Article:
## Introduction to Dynamic Macroeconomic Theory: An Overlapping Generations ApproachEconomies are constantly in flux, and economists have long sought reliable means of analysing their dynamic properties. This book aims to provide a succinct and accessible exposition of modern dynamic (or intertemporal) macroeconomics. |

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Page 267

normally think of as prices. This price tells us how many goods are given up to

purchase 1 unit of money. Normally, prices are denominated in units of money, a

certain ...

**Inflation**The price of money that we have been using, pm(f), is not what wenormally think of as prices. This price tells us how many goods are given up to

purchase 1 unit of money. Normally, prices are denominated in units of money, a

certain ...

Page 284

It is important to remember that the Bailey curve represents the revenues for

economies that are in stationary monetary equilibria at the particular

. In economies that are in a nonstationary equilibrium, we cannot determine from

...

It is important to remember that the Bailey curve represents the revenues for

economies that are in stationary monetary equilibria at the particular

**inflation**rate. In economies that are in a nonstationary equilibrium, we cannot determine from

...

Page 285

Then find the period 1 revenue- maximizing

the seignorage equation given above.) How is the burden of the

shared between the young and old of period 1 ? In Exercise 10.12 we assumed

that ...

Then find the period 1 revenue- maximizing

**inflation**rate. You cannot simply usethe seignorage equation given above.) How is the burden of the

**inflation**taxshared between the young and old of period 1 ? In Exercise 10.12 we assumed

that ...

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### Contents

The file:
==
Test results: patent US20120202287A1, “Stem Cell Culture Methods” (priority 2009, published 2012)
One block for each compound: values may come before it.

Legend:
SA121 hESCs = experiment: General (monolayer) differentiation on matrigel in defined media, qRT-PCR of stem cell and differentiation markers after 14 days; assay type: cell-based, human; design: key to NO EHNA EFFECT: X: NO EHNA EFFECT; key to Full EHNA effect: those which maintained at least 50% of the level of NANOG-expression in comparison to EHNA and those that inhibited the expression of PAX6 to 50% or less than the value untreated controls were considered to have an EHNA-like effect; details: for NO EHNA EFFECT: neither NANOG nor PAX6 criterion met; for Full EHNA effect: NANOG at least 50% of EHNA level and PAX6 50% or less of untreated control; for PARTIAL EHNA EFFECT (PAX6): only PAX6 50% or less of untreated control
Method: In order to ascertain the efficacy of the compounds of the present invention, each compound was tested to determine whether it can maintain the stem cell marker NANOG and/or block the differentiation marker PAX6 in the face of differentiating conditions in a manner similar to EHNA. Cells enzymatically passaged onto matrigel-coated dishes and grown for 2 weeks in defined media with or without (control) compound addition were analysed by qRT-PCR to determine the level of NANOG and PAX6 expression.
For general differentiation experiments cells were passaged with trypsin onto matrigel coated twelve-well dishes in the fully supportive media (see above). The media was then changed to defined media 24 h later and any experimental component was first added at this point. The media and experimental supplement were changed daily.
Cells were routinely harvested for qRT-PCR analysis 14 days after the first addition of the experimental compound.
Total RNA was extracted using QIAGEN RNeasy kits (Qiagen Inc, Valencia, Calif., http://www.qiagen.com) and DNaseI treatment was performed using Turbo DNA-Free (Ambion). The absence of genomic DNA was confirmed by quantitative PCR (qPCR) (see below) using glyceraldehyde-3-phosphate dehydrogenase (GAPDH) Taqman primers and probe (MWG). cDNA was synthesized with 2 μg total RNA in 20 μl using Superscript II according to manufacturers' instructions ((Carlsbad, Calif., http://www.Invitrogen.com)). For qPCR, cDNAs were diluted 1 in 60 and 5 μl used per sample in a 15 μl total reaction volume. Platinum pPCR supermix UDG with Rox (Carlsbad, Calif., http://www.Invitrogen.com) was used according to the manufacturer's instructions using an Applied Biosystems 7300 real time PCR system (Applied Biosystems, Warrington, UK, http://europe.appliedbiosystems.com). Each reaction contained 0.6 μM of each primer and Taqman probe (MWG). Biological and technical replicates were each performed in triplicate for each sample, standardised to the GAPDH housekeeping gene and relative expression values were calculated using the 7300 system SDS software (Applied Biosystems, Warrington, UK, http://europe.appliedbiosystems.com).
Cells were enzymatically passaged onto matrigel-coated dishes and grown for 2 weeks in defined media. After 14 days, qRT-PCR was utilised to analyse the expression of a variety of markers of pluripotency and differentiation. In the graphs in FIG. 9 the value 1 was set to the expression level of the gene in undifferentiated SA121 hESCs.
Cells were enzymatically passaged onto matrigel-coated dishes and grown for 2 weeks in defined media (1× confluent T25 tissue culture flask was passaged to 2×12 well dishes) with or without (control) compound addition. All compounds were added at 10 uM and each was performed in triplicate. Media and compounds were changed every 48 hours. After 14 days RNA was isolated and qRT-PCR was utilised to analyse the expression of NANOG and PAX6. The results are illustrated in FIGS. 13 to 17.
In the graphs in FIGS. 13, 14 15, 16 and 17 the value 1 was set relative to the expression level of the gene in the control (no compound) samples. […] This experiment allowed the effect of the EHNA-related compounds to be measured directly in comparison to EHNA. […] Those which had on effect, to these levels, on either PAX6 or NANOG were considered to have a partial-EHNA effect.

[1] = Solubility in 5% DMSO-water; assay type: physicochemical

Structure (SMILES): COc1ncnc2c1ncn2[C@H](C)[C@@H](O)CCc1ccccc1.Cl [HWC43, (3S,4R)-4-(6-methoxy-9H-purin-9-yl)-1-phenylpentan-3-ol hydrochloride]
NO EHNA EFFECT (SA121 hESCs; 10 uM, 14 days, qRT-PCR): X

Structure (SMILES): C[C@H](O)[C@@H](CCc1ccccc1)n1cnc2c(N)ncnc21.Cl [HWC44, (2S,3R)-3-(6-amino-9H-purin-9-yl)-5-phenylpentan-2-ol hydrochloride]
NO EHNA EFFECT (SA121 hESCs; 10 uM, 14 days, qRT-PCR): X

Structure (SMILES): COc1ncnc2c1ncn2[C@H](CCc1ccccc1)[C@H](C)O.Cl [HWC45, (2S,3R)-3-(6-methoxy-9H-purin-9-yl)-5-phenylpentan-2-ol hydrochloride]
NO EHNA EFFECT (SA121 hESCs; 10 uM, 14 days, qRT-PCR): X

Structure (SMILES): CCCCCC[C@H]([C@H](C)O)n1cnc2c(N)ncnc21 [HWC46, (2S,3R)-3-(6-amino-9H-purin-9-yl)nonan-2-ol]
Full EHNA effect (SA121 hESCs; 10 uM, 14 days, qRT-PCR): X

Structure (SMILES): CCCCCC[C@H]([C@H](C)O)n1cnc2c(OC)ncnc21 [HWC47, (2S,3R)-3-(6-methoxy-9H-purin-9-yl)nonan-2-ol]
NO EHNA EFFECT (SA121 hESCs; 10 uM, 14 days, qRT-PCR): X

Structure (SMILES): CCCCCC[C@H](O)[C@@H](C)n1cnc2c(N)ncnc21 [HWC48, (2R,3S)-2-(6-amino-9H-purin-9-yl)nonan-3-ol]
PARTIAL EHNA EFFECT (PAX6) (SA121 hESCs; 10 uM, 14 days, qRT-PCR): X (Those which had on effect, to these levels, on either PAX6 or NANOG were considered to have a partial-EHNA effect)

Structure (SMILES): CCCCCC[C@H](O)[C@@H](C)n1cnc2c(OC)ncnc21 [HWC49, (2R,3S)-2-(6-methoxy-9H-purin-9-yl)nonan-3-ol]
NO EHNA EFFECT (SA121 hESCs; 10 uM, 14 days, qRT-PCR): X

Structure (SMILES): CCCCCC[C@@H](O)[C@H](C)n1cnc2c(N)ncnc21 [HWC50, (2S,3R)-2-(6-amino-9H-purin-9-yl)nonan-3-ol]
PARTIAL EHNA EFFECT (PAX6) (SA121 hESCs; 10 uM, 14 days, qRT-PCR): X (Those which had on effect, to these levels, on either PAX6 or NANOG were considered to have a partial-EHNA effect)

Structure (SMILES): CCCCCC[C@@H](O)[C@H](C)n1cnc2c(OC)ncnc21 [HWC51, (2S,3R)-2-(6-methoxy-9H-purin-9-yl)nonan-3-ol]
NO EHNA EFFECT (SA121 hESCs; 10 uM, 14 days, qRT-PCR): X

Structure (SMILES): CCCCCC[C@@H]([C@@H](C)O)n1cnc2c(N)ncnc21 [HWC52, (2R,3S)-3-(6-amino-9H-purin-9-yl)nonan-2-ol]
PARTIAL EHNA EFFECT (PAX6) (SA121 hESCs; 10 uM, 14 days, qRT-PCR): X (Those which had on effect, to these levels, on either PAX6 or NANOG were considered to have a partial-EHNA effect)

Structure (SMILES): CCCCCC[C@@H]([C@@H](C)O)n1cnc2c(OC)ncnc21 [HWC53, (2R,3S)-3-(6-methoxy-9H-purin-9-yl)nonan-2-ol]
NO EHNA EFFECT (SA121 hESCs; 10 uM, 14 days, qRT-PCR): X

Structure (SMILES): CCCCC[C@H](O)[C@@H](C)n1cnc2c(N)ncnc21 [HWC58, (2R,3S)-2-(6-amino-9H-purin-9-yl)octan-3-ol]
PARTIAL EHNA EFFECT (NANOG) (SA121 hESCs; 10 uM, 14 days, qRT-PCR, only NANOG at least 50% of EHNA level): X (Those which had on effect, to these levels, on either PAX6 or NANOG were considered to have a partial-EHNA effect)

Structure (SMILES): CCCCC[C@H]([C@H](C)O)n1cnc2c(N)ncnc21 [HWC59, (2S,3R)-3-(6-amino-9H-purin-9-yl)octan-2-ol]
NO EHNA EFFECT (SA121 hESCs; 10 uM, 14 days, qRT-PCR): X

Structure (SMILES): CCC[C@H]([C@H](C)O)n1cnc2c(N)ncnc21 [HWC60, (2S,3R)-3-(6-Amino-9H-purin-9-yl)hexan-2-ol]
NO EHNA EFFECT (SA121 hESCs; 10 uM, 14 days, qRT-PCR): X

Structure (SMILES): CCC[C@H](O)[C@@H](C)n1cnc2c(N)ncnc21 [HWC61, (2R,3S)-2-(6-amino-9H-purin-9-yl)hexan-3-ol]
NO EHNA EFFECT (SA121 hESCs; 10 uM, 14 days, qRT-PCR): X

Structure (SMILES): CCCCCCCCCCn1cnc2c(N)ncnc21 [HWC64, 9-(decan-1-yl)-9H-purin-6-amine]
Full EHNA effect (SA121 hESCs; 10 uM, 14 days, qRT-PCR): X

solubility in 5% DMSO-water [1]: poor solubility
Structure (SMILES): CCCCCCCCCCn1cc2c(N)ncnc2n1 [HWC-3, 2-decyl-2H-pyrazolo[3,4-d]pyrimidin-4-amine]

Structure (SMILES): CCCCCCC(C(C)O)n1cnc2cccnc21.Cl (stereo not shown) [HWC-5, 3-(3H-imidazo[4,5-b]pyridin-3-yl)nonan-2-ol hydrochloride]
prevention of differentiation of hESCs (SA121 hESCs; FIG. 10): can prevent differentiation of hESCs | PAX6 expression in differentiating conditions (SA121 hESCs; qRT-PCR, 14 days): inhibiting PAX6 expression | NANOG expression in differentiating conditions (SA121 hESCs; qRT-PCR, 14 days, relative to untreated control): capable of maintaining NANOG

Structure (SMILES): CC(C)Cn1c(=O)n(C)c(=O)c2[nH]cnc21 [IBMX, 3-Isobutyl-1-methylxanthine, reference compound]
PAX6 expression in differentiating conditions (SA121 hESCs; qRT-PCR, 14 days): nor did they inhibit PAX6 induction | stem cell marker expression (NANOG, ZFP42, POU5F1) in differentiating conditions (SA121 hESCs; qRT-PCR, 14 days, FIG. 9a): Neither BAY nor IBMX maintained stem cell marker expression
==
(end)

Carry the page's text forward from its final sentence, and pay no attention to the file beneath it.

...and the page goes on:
Describing the Environment | 5 |

Competitive Equilibrium | 32 |

Introducing a Government | 55 |

Copyright | |

10 other sections not shown

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### Common terms and phrases

45-degree line A-period bonds aggregate savings function amount arbitrage assets autarky Bailey curve bequests bliss point borrowing and lending budget line capital stock Chapter chooses competitive equilibrium Consider an economy consumption allocation consumption point consumption when old consumption when young credit controls crop endowment point equal Equation equilib equilibrium condition equilibrium price example economy exchange rate EXERCISE expected price fiat money Figure given gives government bonds government revenues gross interest rate growth rate hold indifference curve individual h inflation labor lifetime budget constraint market clearing maximize member h money creation money supply output Pareto optimal Pareto superior perfect foresight period person h pm(t present value price of land price path price sequence private borrowing Proposition purchase quantity rate of growth rate of return reserve requirement restrictions result Ricardian equivalence seignorage solve stationary equilibrium stationary monetary equilibrium storage sumption tax-transfer scheme taxes and transfers temporary equilibrium tion utility function